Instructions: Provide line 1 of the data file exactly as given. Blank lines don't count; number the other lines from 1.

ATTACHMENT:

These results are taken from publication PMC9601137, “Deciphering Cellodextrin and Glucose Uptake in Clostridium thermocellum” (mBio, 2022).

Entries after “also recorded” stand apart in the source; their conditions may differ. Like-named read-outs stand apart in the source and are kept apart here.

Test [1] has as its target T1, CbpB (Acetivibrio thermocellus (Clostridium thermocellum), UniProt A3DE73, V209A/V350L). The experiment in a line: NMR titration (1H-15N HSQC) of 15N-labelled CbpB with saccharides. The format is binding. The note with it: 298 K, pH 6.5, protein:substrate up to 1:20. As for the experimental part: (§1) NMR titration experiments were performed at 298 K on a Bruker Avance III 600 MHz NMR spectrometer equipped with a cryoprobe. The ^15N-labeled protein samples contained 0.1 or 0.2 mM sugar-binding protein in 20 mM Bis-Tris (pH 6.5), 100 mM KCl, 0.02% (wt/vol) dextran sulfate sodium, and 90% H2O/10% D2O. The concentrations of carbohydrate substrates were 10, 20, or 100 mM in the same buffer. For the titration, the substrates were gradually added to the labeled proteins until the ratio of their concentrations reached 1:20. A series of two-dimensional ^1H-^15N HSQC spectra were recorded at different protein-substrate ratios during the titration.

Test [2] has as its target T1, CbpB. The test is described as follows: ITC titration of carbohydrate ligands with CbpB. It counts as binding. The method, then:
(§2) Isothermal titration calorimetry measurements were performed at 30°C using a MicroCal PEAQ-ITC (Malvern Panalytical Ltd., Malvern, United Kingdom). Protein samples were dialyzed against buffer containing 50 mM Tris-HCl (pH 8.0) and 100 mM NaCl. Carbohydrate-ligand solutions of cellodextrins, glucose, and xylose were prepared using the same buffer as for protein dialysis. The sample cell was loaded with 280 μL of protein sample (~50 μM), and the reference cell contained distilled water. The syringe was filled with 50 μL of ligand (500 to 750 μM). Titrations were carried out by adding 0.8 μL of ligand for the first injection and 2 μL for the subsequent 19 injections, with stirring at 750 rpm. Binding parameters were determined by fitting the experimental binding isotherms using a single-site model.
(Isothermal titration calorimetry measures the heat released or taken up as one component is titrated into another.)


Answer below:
These results are taken from publication PMC9601137, “Deciphering Cellodextrin and Glucose Uptake in Clostridium thermocellum” (mBio, 2022).